One of the digital currency-friendly officials in the. U.S. government has been nominated for a second five-year term in her post. Hester Peirce has been tapped for another term as one of the five commissioners at the SEC.
Peirce took office five years ago under the Obama administration. When Trump took over, he nominated her to see out the remaining two years of her term. Her term ends on June 5, according to a Bloomberg report.
Peirce is one of 10 nominations sent to Senate for approval by the White House. If the Senate approves her reappointment, she will serve in the SEC in a five-year term that will expire on June 5, 2025. The law allows her to continue serving for the next 18 months as she awaits Senate confirmation.
The Yale-trained lawyer has served in the U.S. government for close to two decades. Her previous roles include a stint with the SEC as an attorney in the investment management division. She was also a staff member in the Senate Committee on Banking and Housing.
Peirce is fondly known as ‘Crypto Mom’, a title she earned in 2018. This was after she dissented from the SEC’s order that ruled out a proposed policy change that would allow Gemini exchange to list a BTC exchange-traded fund (ETF).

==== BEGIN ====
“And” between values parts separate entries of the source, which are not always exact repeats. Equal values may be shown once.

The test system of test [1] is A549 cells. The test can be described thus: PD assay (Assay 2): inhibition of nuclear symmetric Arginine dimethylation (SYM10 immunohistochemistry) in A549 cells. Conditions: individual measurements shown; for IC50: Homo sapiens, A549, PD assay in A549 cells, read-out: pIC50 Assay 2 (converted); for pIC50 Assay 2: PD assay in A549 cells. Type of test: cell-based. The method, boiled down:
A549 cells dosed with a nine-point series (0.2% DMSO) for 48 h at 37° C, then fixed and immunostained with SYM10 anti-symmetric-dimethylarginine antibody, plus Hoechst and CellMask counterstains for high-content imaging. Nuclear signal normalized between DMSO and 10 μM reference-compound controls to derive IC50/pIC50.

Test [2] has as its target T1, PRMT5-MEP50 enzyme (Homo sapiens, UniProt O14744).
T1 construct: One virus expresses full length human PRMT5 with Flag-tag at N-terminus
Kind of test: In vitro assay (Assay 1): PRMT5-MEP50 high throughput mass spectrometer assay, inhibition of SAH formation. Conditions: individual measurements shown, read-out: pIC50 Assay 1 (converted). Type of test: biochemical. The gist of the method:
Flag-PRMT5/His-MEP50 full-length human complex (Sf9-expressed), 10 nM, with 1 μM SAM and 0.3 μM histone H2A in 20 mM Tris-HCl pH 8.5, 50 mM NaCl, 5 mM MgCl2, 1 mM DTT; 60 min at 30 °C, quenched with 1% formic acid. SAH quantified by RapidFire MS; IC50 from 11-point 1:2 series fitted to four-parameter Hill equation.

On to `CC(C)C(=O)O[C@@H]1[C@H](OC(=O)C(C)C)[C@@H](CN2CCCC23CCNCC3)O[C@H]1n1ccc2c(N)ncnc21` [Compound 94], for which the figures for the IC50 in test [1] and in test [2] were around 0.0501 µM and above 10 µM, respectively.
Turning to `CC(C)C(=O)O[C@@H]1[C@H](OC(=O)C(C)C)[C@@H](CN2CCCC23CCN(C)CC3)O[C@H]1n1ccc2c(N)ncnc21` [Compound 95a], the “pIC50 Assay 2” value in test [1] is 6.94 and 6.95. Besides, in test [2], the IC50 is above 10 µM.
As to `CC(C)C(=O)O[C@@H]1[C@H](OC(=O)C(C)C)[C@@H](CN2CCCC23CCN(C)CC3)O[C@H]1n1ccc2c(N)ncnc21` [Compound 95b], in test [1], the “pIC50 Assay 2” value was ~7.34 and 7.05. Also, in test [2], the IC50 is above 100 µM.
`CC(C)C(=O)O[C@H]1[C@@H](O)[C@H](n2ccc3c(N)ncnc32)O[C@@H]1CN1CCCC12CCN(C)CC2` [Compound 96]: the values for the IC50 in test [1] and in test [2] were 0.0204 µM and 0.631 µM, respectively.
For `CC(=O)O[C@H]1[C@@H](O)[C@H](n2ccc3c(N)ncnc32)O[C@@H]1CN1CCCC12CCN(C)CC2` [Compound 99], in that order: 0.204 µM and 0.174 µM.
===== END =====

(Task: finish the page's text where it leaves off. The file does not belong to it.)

In her dissent, she argued that the SEC’s decision contradicted its mandate. Such a product would allow institutional investors to get into the digital currency industry, she stated.
“In addition, I am concerned that the Commission’s approach undermines investor protection by precluding greater institutionalization of the bitcoin market. More institutional participation would ameliorate many of the Commission’s concerns with the bitcoin market that underlie its disapproval order,” she said.
She instantly became a hit with the digital currency community. Her Twitter following shot up ten times a day after her dissent. Since then, Crypto Mom has continued to advocate for positive regulations for the digital currency industry.
Earlier this year, the SEC shot down yet another digital currency ETF, this time from NYSE’s Arca Exchange. Peirce dissented once again, this time calling out the SEC as anti-digital currency.
She stated, “This line of disapprovals leads me to conclude that this Commission is unwilling to approve the listing of any product that would provide access to the market for bitcoin and that no filing will meet the ever-shifting standards that this Commission insists on applying to bitcoin-related products—and only to bitcoin-related products.”
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